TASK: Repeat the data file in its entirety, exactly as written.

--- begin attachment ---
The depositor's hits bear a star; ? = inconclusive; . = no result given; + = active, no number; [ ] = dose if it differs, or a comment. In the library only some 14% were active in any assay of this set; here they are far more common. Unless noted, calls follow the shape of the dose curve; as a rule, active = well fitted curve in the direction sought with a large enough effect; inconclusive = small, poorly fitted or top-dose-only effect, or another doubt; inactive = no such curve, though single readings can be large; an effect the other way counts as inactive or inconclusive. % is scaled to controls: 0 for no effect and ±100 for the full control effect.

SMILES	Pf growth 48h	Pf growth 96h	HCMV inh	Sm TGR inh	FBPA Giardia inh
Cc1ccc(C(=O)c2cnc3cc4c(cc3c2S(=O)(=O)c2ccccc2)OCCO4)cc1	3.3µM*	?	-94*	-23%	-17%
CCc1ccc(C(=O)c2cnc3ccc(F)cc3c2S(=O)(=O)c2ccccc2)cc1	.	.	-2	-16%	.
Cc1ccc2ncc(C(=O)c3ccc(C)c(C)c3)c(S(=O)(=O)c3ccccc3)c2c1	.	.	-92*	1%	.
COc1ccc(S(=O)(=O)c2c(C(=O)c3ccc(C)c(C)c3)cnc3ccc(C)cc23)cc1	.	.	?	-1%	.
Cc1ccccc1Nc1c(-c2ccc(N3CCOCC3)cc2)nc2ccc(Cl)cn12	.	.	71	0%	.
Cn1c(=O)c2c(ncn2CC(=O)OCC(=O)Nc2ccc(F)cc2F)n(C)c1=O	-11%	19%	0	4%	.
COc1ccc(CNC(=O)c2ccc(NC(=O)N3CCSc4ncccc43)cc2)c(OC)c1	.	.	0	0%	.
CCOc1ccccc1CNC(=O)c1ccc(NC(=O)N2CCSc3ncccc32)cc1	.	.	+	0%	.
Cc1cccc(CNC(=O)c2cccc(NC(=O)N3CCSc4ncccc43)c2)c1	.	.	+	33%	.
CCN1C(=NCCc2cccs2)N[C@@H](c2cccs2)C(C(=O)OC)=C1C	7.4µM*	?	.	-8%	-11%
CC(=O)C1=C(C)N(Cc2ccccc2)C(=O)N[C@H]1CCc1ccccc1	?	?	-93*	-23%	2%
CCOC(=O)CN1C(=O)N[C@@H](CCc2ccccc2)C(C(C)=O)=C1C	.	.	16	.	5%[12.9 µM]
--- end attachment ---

The depositor's hits bear a star; ? = inconclusive; . = no result given; + = active, no number; [ ] = dose if it differs, or a comment. In the library only some 14% were active in any assay of this set; here they are far more common. Unless noted, calls follow the shape of the dose curve; as a rule, active = well fitted curve in the direction sought with a large enough effect; inconclusive = small, poorly fitted or top-dose-only effect, or another doubt; inactive = no such curve, though single readings can be large; an effect the other way counts as inactive or inconclusive. % is scaled to controls: 0 for no effect and ±100 for the full control effect.

SMILES	Pf growth 48h	Pf growth 96h	HCMV inh	Sm TGR inh	FBPA Giardia inh
Cc1ccc(C(=O)c2cnc3cc4c(cc3c2S(=O)(=O)c2ccccc2)OCCO4)cc1	3.3µM*	?	-94*	-23%	-17%
CCc1ccc(C(=O)c2cnc3ccc(F)cc3c2S(=O)(=O)c2ccccc2)cc1	.	.	-2	-16%	.
Cc1ccc2ncc(C(=O)c3ccc(C)c(C)c3)c(S(=O)(=O)c3ccccc3)c2c1	.	.	-92*	1%	.
COc1ccc(S(=O)(=O)c2c(C(=O)c3ccc(C)c(C)c3)cnc3ccc(C)cc23)cc1	.	.	?	-1%	.
Cc1ccccc1Nc1c(-c2ccc(N3CCOCC3)cc2)nc2ccc(Cl)cn12	.	.	71	0%	.
Cn1c(=O)c2c(ncn2CC(=O)OCC(=O)Nc2ccc(F)cc2F)n(C)c1=O	-11%	19%	0	4%	.
COc1ccc(CNC(=O)c2ccc(NC(=O)N3CCSc4ncccc43)cc2)c(OC)c1	.	.	0	0%	.
CCOc1ccccc1CNC(=O)c1ccc(NC(=O)N2CCSc3ncccc32)cc1	.	.	+	0%	.
Cc1cccc(CNC(=O)c2cccc(NC(=O)N3CCSc4ncccc43)c2)c1	.	.	+	33%	.
CCN1C(=NCCc2cccs2)N[C@@H](c2cccs2)C(C(=O)OC)=C1C	7.4µM*	?	.	-8%	-11%
CC(=O)C1=C(C)N(Cc2ccccc2)C(=O)N[C@H]1CCc1ccccc1	?	?	-93*	-23%	2%
CCOC(=O)CN1C(=O)N[C@@H](CCc2ccccc2)C(C(C)=O)=C1C	.	.	16	.	5%[12.9 µM]